Time discovers Christian colleges—at least one of them, anyway
Time has joined the Los Angeles Times, The Washington Times, The Atlantic Monthly, and a host of other news outlets in noticing the enrollment boom in Christian colleges. But rather than take the typical Time approach (23 reporters in 31 cities), the magazine decided to focus explicitly on one college: California's Azusa Pacific University.

And it truly is focused—so much so that when it refers to APU as "the U.S.'s second largest evangelical Christian college," there's no mention of what the largest is. Here's the summary paragraph:

APU is booming … and it is becoming a model for how a Christian college can reinvent itself in a modern age. The U.S.'s galloping evangelical movement is fueling part of this growth, but so is a population of young adults craving an active experience with God and spirituality. As it expands, APU is challenging the stereotypes of evangelical colleges as weak academically and ultraconservative socially. Can an institution that doubts Darwin and mandates chapel attendance provide an education the mainstream world respects? God willing, say students and faculty at APU.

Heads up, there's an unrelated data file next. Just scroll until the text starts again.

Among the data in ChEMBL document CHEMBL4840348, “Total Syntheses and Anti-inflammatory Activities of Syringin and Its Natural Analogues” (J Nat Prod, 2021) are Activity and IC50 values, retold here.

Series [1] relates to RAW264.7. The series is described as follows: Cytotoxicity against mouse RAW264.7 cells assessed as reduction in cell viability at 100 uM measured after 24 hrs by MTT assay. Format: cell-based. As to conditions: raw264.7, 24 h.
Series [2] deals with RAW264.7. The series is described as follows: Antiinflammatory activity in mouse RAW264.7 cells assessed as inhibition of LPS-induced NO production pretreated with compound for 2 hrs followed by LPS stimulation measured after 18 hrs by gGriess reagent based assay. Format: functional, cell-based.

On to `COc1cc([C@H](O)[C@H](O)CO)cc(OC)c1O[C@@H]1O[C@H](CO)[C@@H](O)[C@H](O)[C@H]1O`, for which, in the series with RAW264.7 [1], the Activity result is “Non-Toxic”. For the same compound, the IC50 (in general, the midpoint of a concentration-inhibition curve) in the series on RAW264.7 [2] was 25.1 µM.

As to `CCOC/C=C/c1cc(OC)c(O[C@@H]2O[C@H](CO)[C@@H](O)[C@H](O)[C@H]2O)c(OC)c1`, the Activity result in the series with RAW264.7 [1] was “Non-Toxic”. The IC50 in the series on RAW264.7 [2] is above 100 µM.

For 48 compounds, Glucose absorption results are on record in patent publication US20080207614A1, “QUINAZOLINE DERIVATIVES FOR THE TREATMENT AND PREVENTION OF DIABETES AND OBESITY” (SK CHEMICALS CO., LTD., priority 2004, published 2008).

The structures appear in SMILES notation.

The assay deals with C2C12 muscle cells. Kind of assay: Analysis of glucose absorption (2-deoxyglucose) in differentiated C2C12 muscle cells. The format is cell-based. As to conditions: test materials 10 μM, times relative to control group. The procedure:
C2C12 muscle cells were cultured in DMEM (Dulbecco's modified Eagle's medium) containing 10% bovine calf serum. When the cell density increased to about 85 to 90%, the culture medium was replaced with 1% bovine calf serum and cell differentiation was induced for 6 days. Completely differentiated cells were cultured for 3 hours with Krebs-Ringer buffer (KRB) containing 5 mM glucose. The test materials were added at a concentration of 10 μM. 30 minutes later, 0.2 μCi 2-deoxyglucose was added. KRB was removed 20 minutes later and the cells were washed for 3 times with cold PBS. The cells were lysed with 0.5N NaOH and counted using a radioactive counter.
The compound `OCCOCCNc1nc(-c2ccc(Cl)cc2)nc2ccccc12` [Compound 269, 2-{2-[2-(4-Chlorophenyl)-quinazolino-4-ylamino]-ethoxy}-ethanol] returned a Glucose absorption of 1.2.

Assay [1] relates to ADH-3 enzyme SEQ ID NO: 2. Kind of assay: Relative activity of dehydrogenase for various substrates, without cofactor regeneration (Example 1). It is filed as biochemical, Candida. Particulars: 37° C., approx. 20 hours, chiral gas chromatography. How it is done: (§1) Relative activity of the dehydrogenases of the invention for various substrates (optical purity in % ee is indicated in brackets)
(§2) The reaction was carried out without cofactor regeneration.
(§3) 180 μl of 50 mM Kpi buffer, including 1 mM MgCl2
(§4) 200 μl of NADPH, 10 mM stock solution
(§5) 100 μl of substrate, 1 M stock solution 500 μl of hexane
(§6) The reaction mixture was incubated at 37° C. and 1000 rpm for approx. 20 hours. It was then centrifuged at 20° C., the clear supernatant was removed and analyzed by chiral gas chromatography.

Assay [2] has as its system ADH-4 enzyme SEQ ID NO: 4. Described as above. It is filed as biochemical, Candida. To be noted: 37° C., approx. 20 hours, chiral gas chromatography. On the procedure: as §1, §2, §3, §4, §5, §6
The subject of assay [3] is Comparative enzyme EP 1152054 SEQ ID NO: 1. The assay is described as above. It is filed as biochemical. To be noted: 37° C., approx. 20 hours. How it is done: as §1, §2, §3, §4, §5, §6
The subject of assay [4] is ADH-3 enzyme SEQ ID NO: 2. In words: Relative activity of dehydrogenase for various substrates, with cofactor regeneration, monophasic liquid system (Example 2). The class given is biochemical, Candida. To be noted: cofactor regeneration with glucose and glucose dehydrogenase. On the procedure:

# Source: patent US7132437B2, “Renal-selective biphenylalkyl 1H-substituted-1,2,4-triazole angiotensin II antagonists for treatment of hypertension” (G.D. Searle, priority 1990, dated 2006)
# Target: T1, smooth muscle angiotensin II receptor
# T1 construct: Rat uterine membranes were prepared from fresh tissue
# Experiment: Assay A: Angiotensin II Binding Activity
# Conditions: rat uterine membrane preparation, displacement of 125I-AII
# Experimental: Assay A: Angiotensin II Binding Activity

The article, which characterizes APU as combining "a soft-touch Christian approach with a steadily improving academic program," should give a boost to the school, which has been undeservedly overlooked in most articles about Christian higher education. But one wonders whether such a strict focus didn't create some blind spots. For example, what's this about "how a Christian college can reinvent itself in a modern age"? For Azusa, that reinvention was former president Richard Felix's efforts to take the school from something that was "more like a revival tent than an institution ...

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Launched in 1999, Christianity Today’s Weblog was not just one of the first religion-oriented weblogs, but one of the first published by a media organization. (Hence its rather bland title.) Mostly compiled by then-online editor Ted Olsen, Weblog rounded up religion news and opinion pieces from publications around the world. As Christianity Today’s website grew, it launched other blogs. Olsen took on management responsibilities, and the Weblog feature as such was mothballed. But CT’s efforts to round up important news and opinion from around the web continues, especially on our Gleanings feature.
Ted Olsen
Ted Olsen is Christianity Today's editorial director. He wrote the magazine's Weblog—a collection of news and opinion articles from mainstream news sources around the world—from 1999 to 2006. In 2004, the magazine launched Weblog in Print, which looks for unexpected connections and trends in articles appearing in the mainstream press. The column was later renamed "Tidings" and ran until 2007.
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